Selection and results of antiplatelet therapy in the prevention of stroke and myocardial infarction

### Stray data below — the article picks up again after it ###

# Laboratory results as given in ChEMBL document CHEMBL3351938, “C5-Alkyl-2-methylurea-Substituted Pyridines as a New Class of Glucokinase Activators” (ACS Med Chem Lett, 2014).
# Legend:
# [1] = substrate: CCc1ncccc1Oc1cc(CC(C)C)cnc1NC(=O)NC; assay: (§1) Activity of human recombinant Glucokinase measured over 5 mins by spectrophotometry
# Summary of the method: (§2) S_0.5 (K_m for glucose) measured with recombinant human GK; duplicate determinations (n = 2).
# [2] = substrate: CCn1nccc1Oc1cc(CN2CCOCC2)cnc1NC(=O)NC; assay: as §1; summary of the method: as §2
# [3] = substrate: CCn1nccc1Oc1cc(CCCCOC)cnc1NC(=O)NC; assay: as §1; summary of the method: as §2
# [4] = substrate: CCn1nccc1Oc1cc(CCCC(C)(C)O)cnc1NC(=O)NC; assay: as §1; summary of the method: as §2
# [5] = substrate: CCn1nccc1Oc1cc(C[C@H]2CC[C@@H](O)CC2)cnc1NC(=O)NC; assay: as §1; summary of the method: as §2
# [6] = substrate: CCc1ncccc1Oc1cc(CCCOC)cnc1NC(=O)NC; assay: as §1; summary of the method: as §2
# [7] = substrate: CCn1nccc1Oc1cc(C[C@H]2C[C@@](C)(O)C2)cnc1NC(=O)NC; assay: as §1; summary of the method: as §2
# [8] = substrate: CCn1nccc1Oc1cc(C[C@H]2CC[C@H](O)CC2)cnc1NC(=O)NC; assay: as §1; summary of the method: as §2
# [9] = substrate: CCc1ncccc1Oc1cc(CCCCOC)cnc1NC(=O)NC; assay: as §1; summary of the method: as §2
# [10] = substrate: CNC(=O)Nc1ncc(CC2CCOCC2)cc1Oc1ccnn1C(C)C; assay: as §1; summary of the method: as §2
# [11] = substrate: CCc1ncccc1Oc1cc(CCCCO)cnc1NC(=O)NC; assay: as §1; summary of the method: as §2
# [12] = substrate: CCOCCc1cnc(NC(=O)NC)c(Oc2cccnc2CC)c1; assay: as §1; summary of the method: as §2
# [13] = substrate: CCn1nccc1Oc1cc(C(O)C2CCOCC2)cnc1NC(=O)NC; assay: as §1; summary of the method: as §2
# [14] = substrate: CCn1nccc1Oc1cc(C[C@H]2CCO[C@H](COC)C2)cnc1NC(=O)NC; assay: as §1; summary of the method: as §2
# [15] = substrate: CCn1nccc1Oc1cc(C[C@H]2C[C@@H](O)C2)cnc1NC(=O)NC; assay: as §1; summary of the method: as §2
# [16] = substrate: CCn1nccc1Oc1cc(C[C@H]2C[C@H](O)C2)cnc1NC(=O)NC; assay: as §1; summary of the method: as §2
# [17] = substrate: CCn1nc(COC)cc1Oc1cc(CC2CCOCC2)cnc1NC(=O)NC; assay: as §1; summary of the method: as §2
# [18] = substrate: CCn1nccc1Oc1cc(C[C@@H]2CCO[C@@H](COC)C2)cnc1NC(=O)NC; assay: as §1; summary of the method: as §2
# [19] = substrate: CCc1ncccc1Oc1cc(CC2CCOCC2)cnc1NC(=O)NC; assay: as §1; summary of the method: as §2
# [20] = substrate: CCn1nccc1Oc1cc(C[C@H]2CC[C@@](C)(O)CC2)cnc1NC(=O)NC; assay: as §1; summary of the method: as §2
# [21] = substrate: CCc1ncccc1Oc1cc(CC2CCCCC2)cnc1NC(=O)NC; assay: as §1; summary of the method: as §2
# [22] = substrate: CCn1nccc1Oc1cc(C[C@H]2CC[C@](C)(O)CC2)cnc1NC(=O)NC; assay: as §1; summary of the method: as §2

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Four antiplatelet drugs have been evaluated in cerebrovascular disease and in coronary heart disease--dipyridamole, clofibrate, sulfinpyrazone, and aspirin. There is no evidence that dipyridamole or clofibrate is beneficial in patients with stroke or myocardial infarction. Aspirin is effective in reducing stroke and death in patients with transient cerebral ischemia. Although aspirin has not been reported to significantly (statistically) reduce mortality or frequency of ischemic events in patients with acute myocardial infarction, five of six randomized trials showed a similar favorable trend. Sulfinpyrazone seems to be ineffective in the treatment of transient cerebral ischemia, but there is evidence that it decreases the incidence of sudden death in patients with myocardial infarction. In patients with prosthetic heart valves, the combined use of aspirin or dipyridamole with an oral anticoagulant is more effective in preventing systemic embolism than an oral anticoagulant alone.
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